Bring up University Medical Center, and perhaps the first thing that comes to mind is a bottomless money pit. The region’s only public hospital has been a huge drain on county finances, losing hundreds of millions of dollars over the past several years.
In 2014, despite the elimination of almost 400 positions at the hospital, taxpayers provided UMC with $71 million to subsidize uncompensated and indigent care, along with $45 million in loans in order to make payroll.
But after years of bailing out the flailing hospital, it appears taxpayers are finally getting a break.
Review-Journal columnist Paul Harasim noted Sunday that UMC’s operations revenue, less expenses, was more than $32 million from July 2015 through April 2016. That’s a marked turnaround from July 2014-April 2015, when the hospital posted a $35 million loss.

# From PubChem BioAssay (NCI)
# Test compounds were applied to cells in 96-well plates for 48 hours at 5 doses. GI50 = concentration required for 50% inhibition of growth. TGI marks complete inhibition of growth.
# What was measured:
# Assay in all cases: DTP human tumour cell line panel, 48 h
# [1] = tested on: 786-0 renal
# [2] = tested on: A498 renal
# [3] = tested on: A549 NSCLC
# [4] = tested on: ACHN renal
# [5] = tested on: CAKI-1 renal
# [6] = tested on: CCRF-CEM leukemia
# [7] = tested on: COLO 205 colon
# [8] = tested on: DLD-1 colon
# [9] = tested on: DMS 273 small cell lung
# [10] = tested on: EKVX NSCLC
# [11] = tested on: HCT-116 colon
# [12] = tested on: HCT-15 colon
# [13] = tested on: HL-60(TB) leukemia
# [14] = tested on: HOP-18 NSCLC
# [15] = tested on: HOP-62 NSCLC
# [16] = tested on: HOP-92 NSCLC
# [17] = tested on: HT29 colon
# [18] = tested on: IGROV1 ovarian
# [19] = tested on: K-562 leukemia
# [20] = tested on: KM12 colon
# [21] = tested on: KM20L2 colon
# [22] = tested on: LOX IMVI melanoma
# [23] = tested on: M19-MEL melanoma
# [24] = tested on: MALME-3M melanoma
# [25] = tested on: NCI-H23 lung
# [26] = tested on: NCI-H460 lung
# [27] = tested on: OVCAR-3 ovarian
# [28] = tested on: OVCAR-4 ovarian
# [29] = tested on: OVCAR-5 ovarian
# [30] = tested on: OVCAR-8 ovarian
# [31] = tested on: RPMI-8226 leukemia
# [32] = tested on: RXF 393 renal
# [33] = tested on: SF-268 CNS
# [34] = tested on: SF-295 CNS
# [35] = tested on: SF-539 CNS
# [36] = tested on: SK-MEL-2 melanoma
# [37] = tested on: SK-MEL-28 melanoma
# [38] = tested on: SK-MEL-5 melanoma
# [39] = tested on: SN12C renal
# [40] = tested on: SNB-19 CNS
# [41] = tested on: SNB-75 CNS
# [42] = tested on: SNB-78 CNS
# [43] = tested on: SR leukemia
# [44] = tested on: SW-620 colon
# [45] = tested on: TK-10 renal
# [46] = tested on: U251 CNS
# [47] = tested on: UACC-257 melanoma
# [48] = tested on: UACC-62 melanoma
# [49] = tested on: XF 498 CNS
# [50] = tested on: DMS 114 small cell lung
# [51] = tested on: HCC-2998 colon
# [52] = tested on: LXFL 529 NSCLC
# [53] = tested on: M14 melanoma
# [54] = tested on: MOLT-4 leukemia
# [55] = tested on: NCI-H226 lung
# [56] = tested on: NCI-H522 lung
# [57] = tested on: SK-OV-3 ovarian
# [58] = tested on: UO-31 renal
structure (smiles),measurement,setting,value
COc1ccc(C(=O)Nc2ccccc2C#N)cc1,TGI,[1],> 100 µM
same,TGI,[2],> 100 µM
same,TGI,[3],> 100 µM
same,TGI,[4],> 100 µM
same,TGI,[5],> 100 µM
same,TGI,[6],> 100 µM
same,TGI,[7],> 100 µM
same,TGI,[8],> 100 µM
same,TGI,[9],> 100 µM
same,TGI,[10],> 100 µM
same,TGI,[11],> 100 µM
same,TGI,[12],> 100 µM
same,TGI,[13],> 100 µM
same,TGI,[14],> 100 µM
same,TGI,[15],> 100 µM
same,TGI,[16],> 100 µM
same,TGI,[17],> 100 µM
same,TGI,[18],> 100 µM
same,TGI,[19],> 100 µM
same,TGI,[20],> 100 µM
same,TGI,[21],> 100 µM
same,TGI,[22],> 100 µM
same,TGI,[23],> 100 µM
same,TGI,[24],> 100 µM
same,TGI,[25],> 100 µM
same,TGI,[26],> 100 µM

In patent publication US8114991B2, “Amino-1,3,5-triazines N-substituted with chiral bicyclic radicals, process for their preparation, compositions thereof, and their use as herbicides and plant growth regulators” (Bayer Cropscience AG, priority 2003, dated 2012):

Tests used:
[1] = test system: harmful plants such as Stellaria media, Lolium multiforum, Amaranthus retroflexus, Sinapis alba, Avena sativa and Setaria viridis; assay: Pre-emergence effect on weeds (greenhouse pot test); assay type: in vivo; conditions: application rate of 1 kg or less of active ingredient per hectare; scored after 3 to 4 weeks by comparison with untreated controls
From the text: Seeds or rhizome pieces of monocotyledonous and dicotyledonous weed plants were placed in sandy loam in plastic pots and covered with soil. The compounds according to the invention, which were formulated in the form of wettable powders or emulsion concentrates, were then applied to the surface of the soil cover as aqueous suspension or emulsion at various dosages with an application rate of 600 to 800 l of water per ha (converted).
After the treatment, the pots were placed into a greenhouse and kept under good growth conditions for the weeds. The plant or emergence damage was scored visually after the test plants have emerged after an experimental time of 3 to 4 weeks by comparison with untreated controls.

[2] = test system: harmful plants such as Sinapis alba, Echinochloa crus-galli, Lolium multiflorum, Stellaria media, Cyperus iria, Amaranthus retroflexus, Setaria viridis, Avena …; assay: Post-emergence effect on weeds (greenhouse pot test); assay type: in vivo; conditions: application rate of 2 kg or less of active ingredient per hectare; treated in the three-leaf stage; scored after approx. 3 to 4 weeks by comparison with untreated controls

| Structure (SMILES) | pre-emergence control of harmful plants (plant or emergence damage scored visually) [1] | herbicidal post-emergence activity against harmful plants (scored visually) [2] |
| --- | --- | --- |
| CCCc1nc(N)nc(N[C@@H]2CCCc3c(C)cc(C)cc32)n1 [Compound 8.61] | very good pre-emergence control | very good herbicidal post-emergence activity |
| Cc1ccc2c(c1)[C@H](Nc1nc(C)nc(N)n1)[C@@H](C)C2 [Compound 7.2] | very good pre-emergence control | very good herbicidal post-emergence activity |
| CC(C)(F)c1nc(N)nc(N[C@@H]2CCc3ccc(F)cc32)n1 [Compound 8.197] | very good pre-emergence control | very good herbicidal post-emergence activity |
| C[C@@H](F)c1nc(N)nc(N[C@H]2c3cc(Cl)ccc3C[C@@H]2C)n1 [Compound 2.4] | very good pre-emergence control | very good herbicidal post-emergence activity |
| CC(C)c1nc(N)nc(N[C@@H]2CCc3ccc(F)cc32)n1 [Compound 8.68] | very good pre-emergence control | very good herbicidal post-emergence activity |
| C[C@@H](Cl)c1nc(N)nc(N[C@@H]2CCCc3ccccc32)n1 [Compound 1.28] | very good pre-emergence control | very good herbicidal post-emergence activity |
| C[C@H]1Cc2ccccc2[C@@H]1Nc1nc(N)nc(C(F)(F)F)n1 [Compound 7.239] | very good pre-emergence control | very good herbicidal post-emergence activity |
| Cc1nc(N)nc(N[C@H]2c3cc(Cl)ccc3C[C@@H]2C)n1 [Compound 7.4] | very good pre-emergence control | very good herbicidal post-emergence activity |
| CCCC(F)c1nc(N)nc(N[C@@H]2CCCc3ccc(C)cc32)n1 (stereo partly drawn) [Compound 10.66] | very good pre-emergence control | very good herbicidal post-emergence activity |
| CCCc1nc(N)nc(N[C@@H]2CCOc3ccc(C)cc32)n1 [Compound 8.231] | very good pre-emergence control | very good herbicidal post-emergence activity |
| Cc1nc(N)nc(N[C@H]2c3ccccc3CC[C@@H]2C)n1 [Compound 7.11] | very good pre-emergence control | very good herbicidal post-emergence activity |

The last four months of that losing period marked the beginning of Mason VanHouweling’s stint as the hospital’s CEO, when he faced the formidable task of crafting a method to turn around the perennial money mulcher. His plan is now producing positive results.
Clark County Commissioner Steve Sisolak, who in 2011 said the hospital might have to close, lauded the CEO for finding ways to increase UMC’s revenue. Among the reasons Mr. Harasim cited for the improvement: insurance providers increased the rate of reimbursement at UMC to that of other hospitals; hospital occupancy rose from 78 to 90 percent; heart and kidney procedures rose; and more physicians are using the hospital.
The Affordable Care Act was cited, as well, for dropping uncompensated care, but that’s just cost shifting of taxpayer obligations disguised as progress.
Regardless, it seems that much of what Mr. VanHouweling, UMC’s governing board and the hospital staff has done is working well. That’s good news. The challenge now is to keep it going.